Why Is Ginger in OLIPOP?
We just added a brand-new flavor to our soda lineup: OLIPOP Ginger Ale. Our soda pays homage to this classic soda but with a modern twist. It features a combination of delicious juices from sweet lime, quince, and real ginger for a uniquely sophisticated yet nostalgic taste.
Why feature ginger in our OLIPOP Ginger Ale? We think the question is less why and more, why not? From soothing upset stomachs to relieving nausea, ginger possesses medicinal properties that make it an incredibly useful and versatile ingredient. Plus, ginger ale has long been an O.G. in the soda aisle. And it's about time we put our own OLIPOP twist on this classic beverage. And now you can pop open a can and give this new flavor a try yourself.
- Ginger. (n.d.). Mount Sinai Health System. https://www.mountsinai.org/health-library/herb/ginger
- Poulson, B., Horowitz, D., & Trevino, H. M. (n.d.). Ginger. In University of Rochester Medical Center. https://www.urmc.rochester.edu/encyclopedia/content.aspx?contenttypeid=19&contentid=Ginger
- FoodData Central. (2019, April 1). U.S. Department of Agriculture. https://fdc.nal.usda.gov/fdc-app.html#/food-details/169231/nutrients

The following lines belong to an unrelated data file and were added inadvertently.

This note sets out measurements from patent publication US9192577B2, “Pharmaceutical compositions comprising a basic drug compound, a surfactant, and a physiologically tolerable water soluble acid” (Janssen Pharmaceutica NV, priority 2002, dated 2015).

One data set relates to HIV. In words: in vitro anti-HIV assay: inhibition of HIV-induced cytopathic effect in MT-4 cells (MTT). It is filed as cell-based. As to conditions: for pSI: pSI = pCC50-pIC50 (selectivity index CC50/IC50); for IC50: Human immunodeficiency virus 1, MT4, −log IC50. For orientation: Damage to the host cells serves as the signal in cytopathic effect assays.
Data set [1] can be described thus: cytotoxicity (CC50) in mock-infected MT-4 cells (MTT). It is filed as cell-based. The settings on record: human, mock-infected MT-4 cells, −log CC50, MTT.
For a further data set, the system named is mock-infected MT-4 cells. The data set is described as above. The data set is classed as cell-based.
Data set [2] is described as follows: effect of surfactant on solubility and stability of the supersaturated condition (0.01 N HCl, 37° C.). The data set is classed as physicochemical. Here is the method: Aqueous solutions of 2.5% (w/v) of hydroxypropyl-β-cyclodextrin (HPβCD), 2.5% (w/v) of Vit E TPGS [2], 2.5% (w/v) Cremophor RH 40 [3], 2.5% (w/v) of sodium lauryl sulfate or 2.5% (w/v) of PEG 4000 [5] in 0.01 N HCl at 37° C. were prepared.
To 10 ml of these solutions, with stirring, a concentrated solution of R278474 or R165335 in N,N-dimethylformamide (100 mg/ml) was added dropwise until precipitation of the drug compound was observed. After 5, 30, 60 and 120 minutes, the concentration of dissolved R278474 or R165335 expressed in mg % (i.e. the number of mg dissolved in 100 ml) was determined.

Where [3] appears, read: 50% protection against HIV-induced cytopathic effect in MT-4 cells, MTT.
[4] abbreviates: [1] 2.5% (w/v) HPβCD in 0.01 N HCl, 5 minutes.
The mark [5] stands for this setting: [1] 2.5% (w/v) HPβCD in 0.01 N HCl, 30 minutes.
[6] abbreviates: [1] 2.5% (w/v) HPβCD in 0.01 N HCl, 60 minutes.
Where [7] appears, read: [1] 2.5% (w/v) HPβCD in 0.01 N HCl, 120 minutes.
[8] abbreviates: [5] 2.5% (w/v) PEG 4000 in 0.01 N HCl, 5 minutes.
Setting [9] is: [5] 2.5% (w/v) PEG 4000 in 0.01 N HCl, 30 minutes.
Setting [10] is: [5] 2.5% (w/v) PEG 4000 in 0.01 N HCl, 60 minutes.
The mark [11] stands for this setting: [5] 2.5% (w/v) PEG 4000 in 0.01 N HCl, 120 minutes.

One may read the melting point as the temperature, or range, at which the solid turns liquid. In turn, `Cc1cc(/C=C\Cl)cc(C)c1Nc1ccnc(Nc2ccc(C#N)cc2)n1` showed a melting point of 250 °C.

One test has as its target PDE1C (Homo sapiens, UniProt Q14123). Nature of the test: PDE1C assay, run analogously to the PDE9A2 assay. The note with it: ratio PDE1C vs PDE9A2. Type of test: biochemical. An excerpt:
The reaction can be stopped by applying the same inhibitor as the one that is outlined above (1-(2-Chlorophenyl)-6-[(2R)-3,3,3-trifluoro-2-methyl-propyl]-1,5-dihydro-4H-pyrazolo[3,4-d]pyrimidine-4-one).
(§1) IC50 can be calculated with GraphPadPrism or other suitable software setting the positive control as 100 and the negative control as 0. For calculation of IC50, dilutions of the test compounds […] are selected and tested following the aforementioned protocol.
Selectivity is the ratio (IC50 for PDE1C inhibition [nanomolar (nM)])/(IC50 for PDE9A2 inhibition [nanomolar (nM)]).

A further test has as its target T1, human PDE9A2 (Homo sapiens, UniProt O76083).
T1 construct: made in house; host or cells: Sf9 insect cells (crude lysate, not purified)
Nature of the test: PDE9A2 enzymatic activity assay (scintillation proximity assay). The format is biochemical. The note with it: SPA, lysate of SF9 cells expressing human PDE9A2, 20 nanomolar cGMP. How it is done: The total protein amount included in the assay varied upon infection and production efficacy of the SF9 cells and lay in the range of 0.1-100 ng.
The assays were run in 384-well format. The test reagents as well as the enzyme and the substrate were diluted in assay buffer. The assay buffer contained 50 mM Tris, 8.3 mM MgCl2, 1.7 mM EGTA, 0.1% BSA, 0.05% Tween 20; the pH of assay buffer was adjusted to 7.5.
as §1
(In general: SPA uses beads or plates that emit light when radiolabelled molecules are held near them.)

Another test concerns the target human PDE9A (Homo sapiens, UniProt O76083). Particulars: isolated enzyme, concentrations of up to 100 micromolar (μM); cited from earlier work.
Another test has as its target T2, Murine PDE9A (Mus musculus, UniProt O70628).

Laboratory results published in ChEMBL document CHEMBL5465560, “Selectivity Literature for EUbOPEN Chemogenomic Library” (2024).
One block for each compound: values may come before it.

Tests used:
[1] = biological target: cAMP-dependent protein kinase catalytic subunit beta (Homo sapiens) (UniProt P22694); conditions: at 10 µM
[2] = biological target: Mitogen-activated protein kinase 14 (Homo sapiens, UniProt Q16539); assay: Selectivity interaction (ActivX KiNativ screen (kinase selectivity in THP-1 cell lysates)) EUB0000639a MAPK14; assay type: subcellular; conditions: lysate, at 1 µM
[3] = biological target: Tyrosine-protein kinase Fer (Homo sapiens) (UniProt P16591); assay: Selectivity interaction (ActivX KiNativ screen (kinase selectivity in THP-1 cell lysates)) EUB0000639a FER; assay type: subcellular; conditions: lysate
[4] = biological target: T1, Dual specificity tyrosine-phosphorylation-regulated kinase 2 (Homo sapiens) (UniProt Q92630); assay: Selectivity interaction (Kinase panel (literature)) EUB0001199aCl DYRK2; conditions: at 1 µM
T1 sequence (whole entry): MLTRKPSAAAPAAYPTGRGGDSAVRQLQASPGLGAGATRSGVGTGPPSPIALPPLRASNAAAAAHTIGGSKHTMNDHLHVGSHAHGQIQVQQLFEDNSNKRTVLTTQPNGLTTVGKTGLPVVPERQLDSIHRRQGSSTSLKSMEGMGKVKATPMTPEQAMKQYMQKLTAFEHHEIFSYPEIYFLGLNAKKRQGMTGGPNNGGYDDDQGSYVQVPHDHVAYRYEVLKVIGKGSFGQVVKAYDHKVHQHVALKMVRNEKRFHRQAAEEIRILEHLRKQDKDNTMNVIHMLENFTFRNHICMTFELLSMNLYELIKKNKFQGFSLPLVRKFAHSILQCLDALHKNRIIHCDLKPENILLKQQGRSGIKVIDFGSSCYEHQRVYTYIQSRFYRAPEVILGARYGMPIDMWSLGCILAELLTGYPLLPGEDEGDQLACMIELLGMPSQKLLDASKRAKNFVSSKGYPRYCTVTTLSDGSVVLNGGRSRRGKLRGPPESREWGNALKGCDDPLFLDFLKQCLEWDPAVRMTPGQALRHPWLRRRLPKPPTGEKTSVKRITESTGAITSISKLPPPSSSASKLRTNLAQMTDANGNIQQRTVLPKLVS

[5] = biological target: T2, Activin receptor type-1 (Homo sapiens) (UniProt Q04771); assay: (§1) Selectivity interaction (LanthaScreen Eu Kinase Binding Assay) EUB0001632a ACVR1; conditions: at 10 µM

- Ginger. (2020, December). National Institutes of Health. https://www.nccih.nih.gov/health/ginger
- Slattery, E. (2022, November 1). Ginger benefits. Johns Hopkins Medicine. https://www.hopkinsmedicine.org/health/wellness-and-prevention/ginger-benefits
- Baby, D. P. (2020, September 19). Health benefits of ginger. WebMD. https://www.webmd.com/diet/health-benefits-ginger
- Ginger is a flowering plant with a thick, knobby, and aromatic root commonly used as a spice and herbal remedy. It belongs to the family Zingiberaceae and it’s native to Southeast Asia.
- Ginger has a unique pungent and slightly sweet flavor, which makes it a popular spice in various cuisines worldwide, including Chinese, Indian, and Japanese foods.
- Ginger has a long history of medicinal use thanks to its bioactive compounds, including gingerol. It’s often used to ease digestive issues, reduce nausea, and provide anti-inflammatory and antioxidant effects.